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Petersen retiring from Bouverie

Petersen retiring from Bouverie

John Petersen is retiring from Audubon Canyon Ranch (ACR) after 35 years as a leader in conservation science, habitat restoration, and nature education, something to which thousands of Sonoma Valley third through sixth graders can attest over the years. He has spent most of his career at the ACR’s Bouverie Preserve near Glen Ellen.

“The kids have been inspired and motivated after taking the course,” Bob Bales said, referring to the yearly ecology lessons and outings to Bouverie’s many trails. “What a gem having it so close to our school and community, too.” Bales is also retiring after many years serving as principal of Kenwood Elementary School, where Petersen’s wife, Carol, teaches the third grade. “We had to forge through the mud a few times, usually in springtime or fall,” Bales recalled.

Petersen considers Audubon Canyon Ranch an important community resource that has served school kids since 1982. He joined the organization in 1986 as the first resident biologist of the 535-acre Bouverie Preserve, with a master’s degree from Sonoma State. He has served the organization in several leadership roles since then, culminating in his appointment as executive director in 2014. He is the organization’s longest-serving employee.

As resident biologist in the 1980s and 90s, Petersen established Bouverie Preserve’s stewardship program, including oak and grassland restoration, and the Stuart Creek newt monitoring (now marking 30 years).

Speaking from his home in Sonoma, Petersen said there are over 250,000 kids participating in the programs overall, half of them from Sonoma Valley.

Petersen is quick to point out that ACR is not a part of the much larger Audubon Society that is focused on bird life.

“We started in 1962 to protect the west Marin landscape from some big development,” he said. “We are wholly independent. We raise revenue from many sources, not so much from state or federal funding. We have a modest endowment and we are growing, with foundation grants for specific supports and individual donors.”

The Sonoma Valley preserve was named after David Bouverie, a London architect who found a lifetime home near Glen Ellen and gifted his land to ACR. Perpetuating ecology education was integral to his gift.

There have been many programs and education efforts, two of which are Living with Lions and Fire Forward. “Fire Forward started in 2017, six months before the [October] wildfires,” Petersen said. “We were working with the community to bring prescribed fires back to the land and reduce the risk that has really taken off. We are working all over the North Bay, Petersen – from page 16

partnering with all sorts of agencies and individuals in fuel reduction. We want to be proactive in reinstating these indigenous practices.”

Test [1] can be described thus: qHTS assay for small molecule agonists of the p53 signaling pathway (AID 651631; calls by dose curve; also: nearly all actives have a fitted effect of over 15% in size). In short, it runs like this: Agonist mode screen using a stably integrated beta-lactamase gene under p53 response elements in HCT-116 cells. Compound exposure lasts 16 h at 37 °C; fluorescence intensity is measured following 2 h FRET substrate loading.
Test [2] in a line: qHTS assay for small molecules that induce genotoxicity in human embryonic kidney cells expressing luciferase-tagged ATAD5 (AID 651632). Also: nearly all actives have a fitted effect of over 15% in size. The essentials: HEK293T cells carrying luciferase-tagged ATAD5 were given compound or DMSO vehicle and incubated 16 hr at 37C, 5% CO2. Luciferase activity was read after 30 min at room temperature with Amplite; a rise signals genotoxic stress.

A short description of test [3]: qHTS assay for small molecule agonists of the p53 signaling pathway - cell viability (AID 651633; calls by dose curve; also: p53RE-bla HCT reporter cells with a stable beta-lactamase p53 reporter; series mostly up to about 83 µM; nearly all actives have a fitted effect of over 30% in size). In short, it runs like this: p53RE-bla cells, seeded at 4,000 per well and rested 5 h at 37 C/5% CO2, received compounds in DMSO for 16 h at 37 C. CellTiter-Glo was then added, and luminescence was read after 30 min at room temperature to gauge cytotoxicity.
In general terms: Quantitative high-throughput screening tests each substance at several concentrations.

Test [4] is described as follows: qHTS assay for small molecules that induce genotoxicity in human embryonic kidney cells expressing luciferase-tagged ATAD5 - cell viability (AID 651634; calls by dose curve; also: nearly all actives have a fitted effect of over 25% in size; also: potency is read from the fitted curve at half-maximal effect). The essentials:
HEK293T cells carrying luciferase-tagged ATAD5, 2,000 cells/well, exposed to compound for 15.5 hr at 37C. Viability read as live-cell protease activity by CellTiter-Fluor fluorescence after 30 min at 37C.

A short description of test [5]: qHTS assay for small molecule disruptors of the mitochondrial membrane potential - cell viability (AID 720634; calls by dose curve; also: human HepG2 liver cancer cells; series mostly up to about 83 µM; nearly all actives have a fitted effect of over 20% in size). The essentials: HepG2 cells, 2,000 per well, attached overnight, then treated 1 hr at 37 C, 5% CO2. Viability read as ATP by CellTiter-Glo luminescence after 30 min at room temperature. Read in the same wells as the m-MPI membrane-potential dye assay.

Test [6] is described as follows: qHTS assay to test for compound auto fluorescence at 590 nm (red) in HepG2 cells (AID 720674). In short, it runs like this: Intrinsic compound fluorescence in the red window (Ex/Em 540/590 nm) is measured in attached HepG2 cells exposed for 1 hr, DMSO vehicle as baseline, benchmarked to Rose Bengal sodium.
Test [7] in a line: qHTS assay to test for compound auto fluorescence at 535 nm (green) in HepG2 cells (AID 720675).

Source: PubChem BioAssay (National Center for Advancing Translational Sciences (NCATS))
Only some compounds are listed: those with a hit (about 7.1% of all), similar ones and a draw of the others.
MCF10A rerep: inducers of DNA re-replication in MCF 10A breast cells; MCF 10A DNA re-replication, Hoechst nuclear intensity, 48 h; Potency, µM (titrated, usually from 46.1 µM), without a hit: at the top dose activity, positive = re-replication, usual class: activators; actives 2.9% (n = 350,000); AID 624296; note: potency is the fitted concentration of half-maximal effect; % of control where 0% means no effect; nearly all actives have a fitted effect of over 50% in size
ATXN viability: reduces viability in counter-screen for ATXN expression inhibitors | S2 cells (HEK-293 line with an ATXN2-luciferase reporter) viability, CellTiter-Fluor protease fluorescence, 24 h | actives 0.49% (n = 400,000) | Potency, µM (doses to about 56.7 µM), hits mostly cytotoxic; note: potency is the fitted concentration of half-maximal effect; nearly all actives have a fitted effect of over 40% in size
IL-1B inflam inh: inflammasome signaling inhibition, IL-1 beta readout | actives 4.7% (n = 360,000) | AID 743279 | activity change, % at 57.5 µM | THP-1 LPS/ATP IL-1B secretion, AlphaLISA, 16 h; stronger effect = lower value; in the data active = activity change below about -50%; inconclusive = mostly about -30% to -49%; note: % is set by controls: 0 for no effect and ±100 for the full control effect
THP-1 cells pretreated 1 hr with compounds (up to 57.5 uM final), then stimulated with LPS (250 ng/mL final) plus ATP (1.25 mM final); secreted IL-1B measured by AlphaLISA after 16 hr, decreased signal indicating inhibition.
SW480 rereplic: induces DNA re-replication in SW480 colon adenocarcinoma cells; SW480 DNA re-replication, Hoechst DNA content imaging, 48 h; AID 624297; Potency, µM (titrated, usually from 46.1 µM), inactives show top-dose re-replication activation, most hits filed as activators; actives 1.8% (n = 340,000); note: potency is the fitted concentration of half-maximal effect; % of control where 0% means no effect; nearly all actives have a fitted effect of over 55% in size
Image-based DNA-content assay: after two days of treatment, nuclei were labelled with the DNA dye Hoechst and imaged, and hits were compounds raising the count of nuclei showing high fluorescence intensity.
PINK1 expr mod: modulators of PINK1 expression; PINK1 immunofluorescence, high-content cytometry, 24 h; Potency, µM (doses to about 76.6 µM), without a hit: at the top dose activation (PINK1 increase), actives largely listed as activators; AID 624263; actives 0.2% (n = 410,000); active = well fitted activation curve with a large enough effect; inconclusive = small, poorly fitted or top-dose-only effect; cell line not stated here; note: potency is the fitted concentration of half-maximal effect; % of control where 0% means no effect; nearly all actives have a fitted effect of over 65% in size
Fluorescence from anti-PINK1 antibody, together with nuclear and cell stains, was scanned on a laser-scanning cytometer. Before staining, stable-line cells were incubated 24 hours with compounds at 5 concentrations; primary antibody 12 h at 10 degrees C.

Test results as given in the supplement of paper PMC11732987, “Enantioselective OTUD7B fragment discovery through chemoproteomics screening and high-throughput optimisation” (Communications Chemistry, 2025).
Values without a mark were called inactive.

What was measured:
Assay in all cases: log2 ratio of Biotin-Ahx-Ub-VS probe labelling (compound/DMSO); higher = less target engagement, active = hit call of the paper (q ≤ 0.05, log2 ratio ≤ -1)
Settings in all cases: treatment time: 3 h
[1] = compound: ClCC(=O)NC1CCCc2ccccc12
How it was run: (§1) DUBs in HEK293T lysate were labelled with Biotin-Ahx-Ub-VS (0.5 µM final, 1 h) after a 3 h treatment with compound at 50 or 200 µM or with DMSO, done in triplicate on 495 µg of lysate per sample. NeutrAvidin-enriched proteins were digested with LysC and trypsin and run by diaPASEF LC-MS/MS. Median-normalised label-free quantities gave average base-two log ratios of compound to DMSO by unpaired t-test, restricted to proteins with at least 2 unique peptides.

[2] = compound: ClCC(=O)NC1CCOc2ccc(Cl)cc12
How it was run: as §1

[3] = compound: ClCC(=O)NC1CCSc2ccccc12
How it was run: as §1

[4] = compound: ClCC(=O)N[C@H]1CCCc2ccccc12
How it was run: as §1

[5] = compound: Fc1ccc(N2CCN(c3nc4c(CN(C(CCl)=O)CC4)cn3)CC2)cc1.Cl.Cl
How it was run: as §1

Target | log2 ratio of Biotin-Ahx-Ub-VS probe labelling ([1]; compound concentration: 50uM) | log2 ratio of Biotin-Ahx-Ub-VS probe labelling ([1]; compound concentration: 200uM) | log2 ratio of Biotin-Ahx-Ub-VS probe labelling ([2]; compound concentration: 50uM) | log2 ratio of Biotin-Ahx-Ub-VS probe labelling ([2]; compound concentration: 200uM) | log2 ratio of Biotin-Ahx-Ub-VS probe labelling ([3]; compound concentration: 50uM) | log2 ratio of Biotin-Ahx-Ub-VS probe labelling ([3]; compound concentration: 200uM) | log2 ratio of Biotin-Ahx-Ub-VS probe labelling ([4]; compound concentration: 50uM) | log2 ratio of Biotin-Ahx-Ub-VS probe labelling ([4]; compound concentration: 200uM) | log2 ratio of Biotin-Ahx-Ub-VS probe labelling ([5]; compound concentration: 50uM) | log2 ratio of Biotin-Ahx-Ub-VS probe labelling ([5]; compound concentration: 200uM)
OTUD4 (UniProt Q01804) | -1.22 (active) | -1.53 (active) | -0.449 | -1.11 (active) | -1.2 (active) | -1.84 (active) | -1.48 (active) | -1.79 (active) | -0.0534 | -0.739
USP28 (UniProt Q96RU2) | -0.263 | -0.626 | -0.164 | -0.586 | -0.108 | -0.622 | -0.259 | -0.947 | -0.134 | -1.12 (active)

Just months after that first carefully controlled prescribed burn at the preserve, the Nuns Fire of Oct. 2017 burned 75 percent of the preserve’s wildlands and destroyed seven of its nine buildings, “including all of ACR’s program infrastructure on the preserve,” according to the ACR’s website at preserves_bouverie. The fire provided even greater incentive to get a handle on overgrown wildlands.

There is archeological and geological evidence that the earliest inhabitants of the region regularly set fire to the landscape to keep it healthy and productive. Suppressing fires has led to uncontrolled undergrowth that has become a major factor in spreading fire.

“Fires have been used by indigenous people for thousands of years,” Petersen said. “It has only been [the] last hundred years that we decided to stop all that, and there are consequences. We are now starting that [practice] and other fuel reduction programs to help remediate these terrible wildfires we’re having because of climate change.”

A more recent program is Living with Lions, which involves capturing, collaring, and tracking mountain lions. “The education arm to that is Lion Ambassadors, which will start again in classrooms teaching students about predators and their role in the ecosystem. We are helping to learn how to live cooperatively with apex predators.”

Nearly two dozen mountain lions have been collared since 2016 by the group, led by Dr. Quinton Martins, ACR Wildlife Ecologist and Principal Investigator. The results have been used to work with property owners and residents to keep livestock safe and give the lions a better chance of surviving to adulthood and beyond in one of the last remaining wilderness areas large enough to support them.

The original west Marin Audubon Canyon Ranch was founded in Stinson Beach to protect a heron breeding ground. There are two preserves in Marin: Martin Griffin in Stinson Beach, and Cypress Grove in Marshall. Sonoma is home to the Bouverie Preserve near Glen Ellen and Modini Preserve near Healdsburg.

The Bouverie Preserve is situated at 13815 Sonoma Highway. It has been closed because of the pandemic, but may open later this year.

“It’s been an honor to work for ACR these many ears,” he said. “I’ve always enjoyed being with volunteers, especially at Bouverie. They take the kids out and have good, positive attitudes. Our volunteers and docents are excited to be there. The energy around all that is wonderful. That’s one of the things I enjoyed so much.”